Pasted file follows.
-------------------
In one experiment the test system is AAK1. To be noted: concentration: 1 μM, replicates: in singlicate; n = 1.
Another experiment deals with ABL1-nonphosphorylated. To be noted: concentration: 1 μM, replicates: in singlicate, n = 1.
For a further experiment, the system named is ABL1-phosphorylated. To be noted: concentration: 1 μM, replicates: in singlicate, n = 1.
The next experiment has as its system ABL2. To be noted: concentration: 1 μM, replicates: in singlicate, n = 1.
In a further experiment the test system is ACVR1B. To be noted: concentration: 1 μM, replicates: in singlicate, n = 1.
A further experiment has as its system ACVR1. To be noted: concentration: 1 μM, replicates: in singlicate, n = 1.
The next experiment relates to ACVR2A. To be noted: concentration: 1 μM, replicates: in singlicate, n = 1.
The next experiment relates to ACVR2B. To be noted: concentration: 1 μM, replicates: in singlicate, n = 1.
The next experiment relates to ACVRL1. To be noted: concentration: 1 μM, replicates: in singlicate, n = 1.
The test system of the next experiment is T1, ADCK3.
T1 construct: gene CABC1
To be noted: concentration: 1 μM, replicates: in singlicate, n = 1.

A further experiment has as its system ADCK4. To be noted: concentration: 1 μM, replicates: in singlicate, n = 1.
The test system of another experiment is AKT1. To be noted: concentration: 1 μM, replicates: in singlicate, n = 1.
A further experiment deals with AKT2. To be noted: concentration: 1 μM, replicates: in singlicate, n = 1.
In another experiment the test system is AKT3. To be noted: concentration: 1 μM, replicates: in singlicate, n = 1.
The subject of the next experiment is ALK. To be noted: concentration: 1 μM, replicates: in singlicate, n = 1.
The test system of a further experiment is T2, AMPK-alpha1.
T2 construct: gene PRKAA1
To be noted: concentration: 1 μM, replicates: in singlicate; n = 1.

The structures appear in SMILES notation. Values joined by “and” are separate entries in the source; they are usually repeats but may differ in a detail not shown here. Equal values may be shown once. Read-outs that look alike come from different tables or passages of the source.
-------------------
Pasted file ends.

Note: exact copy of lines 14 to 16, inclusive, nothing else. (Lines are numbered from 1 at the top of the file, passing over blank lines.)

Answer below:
The test system of another experiment is AKT1. To be noted: concentration: 1 μM, replicates: in singlicate, n = 1.
A further experiment deals with AKT2. To be noted: concentration: 1 μM, replicates: in singlicate, n = 1.
In another experiment the test system is AKT3. To be noted: concentration: 1 μM, replicates: in singlicate, n = 1.